Has anyone ever NOT used a stallion due to extra fees above and beyond the stud fee?

So the price of a stallion (fresh, frozen, live cover, etc…) is $xyz price for the stud fee.

Have you ever added up the other extra fees (in addition to stud fee) associated with stallion ‘A’ (which may include collection, shipping, frozen handling fees, container rental, container charging, etc… ) and gone to stallion ‘B’ because the other fees with stallion ‘A’ were higher than you wanted to pay?

If so, describe what extra fee(s) caused you to change your mind about using a stallion.

What $ amount in total extra fees is your do not exceed limit?

No, if the stallion is the best match for my mare and my breeding goals you breed with that stallion, if its too expensive… you dont breed and save until you can afford it. If you are going to go down to the possibly $100-500 difference in fees that are going to make your decision you probably shouldn’t breed anyway because vet fees can be thousands without notice…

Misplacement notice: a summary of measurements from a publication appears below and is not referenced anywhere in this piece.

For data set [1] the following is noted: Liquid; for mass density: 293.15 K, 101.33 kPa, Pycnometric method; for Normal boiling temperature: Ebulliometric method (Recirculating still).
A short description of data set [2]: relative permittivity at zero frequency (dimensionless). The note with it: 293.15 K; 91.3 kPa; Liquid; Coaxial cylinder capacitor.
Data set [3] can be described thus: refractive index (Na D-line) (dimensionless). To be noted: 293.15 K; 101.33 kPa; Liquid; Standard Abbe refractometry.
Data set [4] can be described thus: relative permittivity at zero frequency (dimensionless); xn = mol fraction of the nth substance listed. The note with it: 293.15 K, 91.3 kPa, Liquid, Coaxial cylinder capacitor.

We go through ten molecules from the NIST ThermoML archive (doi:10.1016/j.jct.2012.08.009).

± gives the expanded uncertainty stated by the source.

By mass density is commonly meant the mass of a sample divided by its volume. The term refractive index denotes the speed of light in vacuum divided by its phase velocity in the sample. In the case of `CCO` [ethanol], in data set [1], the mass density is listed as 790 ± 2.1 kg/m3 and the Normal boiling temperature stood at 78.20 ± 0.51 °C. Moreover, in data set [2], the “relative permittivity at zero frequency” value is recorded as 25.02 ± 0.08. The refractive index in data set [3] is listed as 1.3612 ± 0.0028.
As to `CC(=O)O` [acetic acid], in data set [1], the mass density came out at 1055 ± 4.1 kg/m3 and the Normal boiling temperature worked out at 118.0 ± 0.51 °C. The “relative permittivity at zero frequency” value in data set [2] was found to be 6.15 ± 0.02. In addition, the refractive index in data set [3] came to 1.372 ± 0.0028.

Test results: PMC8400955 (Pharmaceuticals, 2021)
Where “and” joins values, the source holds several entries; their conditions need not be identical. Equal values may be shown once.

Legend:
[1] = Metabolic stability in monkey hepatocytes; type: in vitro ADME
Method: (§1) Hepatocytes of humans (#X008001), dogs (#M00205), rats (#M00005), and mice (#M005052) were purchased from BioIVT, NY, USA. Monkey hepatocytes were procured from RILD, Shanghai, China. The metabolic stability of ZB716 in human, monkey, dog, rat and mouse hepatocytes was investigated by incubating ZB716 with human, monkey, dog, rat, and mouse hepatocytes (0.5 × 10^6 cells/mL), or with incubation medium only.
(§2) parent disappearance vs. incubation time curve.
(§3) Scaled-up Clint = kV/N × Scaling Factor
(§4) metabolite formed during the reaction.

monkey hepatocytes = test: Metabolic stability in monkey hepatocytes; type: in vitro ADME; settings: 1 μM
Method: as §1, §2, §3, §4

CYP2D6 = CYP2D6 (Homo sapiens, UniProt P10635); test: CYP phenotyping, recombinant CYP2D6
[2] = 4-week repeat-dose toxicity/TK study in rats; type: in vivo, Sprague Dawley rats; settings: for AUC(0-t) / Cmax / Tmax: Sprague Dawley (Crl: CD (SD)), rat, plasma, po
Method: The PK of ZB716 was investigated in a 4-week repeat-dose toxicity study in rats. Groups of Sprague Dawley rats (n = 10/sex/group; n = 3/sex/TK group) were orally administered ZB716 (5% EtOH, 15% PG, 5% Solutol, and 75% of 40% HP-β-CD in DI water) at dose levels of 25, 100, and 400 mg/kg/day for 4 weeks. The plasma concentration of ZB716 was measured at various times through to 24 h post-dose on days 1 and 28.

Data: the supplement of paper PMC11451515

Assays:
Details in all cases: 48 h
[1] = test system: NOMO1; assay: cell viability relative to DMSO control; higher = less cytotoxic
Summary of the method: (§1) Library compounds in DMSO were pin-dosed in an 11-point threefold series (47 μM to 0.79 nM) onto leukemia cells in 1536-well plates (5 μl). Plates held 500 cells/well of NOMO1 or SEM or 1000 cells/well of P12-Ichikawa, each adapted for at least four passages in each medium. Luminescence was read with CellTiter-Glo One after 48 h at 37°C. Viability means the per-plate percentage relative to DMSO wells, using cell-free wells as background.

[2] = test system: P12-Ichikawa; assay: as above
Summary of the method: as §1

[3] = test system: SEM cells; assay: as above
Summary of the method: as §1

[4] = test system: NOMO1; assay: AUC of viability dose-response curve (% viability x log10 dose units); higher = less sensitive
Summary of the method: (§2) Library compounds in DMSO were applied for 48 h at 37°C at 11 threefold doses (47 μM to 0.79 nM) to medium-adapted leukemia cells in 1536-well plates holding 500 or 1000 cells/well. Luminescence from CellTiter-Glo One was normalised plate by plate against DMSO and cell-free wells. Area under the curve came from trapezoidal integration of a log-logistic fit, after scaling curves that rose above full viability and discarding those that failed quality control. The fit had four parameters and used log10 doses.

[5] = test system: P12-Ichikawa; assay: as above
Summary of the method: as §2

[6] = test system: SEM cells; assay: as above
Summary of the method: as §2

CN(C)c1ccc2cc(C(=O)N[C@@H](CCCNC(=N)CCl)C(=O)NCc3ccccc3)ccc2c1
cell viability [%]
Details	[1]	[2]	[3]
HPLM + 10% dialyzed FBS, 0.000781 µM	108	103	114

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I can see that happening -some collections fees etc are significantly higher for some stallions than others and if you have to breed for more than one cycle it could add on lots of dollars. I could see that be factored in. Unless you have already gotten a spectacular foal/competitor from that cross you do not really know if that is the “one and only” stallion for your mare-I suspect there is always another perfectly good option. Another thing about excess or what looks like unreasonable fees is it makes you wonder how easy the SO will be to work with. In the end you want a foal on the ground.